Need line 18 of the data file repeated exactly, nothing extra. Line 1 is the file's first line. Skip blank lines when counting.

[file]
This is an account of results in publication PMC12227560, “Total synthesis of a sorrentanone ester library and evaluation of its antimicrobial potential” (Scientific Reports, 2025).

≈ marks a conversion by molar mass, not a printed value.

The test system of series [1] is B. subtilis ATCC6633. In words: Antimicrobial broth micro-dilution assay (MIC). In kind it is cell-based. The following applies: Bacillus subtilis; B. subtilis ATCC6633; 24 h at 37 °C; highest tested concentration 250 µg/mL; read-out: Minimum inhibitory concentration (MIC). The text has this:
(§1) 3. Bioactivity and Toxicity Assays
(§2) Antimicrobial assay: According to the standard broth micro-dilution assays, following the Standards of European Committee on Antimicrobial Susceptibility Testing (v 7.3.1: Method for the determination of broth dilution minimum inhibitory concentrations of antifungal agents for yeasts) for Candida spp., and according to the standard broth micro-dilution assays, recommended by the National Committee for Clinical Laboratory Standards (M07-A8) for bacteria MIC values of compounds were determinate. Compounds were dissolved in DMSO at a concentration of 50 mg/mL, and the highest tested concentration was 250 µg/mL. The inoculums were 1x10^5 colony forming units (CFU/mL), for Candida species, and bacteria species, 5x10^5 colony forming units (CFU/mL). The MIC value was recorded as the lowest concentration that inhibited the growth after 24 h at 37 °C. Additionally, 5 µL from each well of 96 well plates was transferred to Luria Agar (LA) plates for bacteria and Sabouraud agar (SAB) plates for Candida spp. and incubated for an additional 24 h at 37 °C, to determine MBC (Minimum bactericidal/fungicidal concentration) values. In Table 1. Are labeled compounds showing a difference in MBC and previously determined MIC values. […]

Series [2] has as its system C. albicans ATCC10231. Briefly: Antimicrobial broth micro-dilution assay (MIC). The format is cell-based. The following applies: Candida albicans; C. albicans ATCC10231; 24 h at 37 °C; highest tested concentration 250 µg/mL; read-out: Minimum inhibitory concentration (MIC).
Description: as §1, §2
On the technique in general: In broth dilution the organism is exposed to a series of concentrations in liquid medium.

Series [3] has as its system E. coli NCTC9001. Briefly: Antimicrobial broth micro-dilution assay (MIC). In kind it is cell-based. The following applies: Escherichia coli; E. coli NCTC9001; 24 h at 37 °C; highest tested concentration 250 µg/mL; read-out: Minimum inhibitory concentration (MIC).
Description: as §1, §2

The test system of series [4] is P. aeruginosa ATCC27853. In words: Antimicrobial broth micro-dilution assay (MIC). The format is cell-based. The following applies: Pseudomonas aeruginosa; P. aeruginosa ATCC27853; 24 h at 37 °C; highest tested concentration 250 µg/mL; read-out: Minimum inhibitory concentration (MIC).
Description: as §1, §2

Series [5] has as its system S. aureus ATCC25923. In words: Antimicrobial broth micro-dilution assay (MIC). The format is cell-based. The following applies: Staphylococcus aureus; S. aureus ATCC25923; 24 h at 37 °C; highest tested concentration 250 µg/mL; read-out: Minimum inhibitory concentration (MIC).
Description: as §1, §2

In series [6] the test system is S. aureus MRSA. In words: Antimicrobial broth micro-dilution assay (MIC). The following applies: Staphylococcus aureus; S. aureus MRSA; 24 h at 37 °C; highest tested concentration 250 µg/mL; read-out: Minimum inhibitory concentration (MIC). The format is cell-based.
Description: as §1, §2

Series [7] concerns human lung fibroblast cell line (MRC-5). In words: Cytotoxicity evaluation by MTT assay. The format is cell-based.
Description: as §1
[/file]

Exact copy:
Description: as §1